Books to Celebrate the 2016 Summer Olympics

By Alena Rivers

The 2016 Summer Olympics have just begun in Rio de Janeiro, Brazil and the 2016 Summer Paralympics will follow. Watching each athlete compete in the Olympics is only part of their story. These athletes also have amazing stories that highlight the challenges they have had to, and continue to, overcome to rise to top in their sport. Their stories are full of determination, commitment and serve as sources of inspiration for aspiring athletes. This week, the Butler Center pays tribute to the work of all athletes by highlighting two 2016 books inspired by Olympic Gold Medalists.

The Quickest Kid in Clarksville by Pat Zietlow Miller, illus. by Frank Morrison (Chronicle, 2016)

Young Alta is known as the quickest kid in her hometown of Clarksville, Tennessee; the same town that is currently awaiting the arrival of their hometown hero, Wilma Rudolph, the first African American to win three gold medals at the 1960 Summer Olympics in Rome, Italy.

Alta is confident in her ability to run faster than any other kid in Clarksville until a new girl, Charmaine, challenges Alta to a race. Charmaine is quick to point out that she has new shoes, just like the ones Wilma Rudolph wears. Alta’s shoes are worn out and dotted with holes but she knows that shoes don’t make the runner, so she accepts Charmaine’s challenge.  The girls’ race is heated and Alta channels the strength of Wilma Rudolph in her legs as she keeps step to the rhythm of the champion’s name. Though they get off to a rough start, ultimately, the girls pull together to support their hero during a parade in Wilma Rudolph’s honor, which turns out to be an experience uniting not only the girls but their segregated town of Clarksville, as well.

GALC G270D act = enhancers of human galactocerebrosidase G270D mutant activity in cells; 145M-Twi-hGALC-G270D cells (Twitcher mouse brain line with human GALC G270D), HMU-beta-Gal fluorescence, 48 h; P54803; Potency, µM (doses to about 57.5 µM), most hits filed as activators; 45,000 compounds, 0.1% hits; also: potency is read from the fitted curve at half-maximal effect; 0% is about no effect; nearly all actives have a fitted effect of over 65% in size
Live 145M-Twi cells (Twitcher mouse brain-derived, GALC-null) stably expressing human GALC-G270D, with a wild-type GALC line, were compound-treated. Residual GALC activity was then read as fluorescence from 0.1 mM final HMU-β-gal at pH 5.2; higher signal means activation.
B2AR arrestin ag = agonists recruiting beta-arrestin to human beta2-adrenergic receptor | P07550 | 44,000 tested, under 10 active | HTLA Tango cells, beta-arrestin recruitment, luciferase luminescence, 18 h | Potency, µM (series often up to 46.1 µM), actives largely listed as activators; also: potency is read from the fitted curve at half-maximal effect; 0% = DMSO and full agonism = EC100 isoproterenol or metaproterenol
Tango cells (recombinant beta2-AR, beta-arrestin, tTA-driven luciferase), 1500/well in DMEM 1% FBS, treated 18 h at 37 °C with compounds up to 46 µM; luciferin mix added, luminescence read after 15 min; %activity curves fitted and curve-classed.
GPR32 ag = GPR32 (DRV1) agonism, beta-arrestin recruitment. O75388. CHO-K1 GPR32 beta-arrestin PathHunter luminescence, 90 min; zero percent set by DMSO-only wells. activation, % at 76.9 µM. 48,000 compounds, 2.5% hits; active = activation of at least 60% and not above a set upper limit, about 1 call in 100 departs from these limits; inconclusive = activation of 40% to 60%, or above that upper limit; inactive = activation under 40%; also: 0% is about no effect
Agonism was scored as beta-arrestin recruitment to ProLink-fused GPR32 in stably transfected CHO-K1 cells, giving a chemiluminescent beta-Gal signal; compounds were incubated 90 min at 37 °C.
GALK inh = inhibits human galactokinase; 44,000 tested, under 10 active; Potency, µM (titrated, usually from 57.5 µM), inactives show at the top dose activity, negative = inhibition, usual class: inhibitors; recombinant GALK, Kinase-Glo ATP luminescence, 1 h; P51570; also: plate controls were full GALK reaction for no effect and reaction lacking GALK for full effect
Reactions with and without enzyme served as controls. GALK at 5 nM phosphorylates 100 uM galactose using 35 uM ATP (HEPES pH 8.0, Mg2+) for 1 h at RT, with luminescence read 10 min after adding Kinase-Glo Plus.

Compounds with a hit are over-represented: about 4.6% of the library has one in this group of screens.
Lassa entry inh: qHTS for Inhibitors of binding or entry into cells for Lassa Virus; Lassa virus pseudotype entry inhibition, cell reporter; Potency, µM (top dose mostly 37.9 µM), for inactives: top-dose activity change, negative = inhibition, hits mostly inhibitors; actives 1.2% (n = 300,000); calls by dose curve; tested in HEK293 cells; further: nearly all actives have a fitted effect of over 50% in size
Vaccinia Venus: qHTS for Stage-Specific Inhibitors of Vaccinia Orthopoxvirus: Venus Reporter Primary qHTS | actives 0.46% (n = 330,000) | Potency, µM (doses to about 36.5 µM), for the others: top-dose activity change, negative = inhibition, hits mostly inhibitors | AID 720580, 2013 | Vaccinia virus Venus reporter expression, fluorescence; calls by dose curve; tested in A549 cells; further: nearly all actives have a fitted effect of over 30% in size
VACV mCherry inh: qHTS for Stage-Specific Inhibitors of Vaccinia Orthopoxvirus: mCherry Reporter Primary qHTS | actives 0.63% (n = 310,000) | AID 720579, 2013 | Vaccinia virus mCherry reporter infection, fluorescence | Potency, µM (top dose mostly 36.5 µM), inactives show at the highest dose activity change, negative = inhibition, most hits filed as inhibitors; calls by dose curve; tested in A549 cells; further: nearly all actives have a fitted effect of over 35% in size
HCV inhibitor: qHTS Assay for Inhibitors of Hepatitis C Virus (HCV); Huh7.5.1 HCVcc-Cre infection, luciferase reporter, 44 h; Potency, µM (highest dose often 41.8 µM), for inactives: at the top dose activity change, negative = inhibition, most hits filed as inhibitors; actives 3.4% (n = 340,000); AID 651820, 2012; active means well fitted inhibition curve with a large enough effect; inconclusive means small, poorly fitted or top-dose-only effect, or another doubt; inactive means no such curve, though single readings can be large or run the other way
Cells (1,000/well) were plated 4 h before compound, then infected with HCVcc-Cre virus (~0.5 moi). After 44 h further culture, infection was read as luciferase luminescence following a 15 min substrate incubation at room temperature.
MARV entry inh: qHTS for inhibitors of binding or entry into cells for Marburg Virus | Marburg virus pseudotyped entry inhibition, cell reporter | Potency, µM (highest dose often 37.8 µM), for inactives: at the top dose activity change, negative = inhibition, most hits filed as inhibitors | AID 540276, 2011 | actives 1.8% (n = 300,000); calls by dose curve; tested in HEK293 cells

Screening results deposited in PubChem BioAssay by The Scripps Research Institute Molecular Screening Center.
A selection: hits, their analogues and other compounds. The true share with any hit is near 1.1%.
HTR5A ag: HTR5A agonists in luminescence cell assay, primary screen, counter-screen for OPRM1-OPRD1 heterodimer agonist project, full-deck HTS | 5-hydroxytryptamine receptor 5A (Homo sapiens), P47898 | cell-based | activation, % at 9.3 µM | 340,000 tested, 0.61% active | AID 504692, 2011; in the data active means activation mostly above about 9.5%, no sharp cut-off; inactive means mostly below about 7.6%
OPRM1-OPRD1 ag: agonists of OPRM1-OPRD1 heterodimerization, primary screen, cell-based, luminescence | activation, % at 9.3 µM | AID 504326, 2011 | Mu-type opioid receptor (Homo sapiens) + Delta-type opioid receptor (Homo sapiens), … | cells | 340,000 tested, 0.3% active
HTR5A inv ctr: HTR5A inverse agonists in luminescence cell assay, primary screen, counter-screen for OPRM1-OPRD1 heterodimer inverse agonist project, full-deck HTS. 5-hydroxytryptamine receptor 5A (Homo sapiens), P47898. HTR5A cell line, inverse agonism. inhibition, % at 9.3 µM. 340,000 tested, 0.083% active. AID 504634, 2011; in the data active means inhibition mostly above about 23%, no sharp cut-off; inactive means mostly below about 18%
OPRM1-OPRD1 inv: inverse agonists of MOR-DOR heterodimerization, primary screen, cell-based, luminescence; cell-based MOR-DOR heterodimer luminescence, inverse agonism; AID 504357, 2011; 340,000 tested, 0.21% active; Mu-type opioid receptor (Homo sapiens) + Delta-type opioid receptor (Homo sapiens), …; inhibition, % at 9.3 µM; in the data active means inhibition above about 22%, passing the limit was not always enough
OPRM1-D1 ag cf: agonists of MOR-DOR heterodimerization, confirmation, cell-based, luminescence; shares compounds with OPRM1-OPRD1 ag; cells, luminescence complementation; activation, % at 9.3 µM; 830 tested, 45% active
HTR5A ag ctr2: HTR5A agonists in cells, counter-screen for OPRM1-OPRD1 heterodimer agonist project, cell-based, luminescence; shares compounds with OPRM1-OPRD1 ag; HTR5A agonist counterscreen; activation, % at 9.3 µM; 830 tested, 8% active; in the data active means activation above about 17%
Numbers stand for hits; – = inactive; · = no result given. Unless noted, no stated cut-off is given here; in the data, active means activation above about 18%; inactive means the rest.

Pat Zietlow Miller creates text that is oftentimes rhythmic and sets the pace for the cadenced pattern of racing feet through the story. Frank Morrison, depicts the movement and mannerisms characteristic of young girls at play and competition. The watercolor images are soft and suggest the tone of the 1960’s. The author’s note contains a photo of Wilma Rudolph in the Clarksville, TN parade and a brief overview of her Olympic achievements and their impact on her hometown and the nation.

Nadia: The Girl Who Couldn’t Sit Still by Karlin Gray, illus. by Christine Davenier (Houghton Mifflin Harcourt, 2016)

Nadia Comaneci is an historic Olympic Gold Medalist from Romania, scoring the first perfect 10 in Olympic history, seven perfect 10’s in fact, and winning several medals in the 1976 Montreal Olympics. Nadia is an active young girl who is constantly in motion, running, jumping and climbing trees. Her parents see fit to direct her energy into gymnastics lessons. Not long after, while doing cartwheels on her school playground, she is spotted by Bela and Marta Karolyi. At age six, Nadia is recruited to train under the Karolyi’s, and through dedication and commitment, by the age of 14 she makes it to the Olympics, coached by the Karolyi’s.

Nadia’s story is told in easy to follow text that highlights moments of trial and error through her progression to the 1976 Olympic Games.  The ink and colored pencil drawings are full of movement, evocative of that of Nadia herself. The Afterword contains a description of events following Nadia Comaneci’s Olympic wins, citations for quoted text, and a bibliography of articles, books, and websites.

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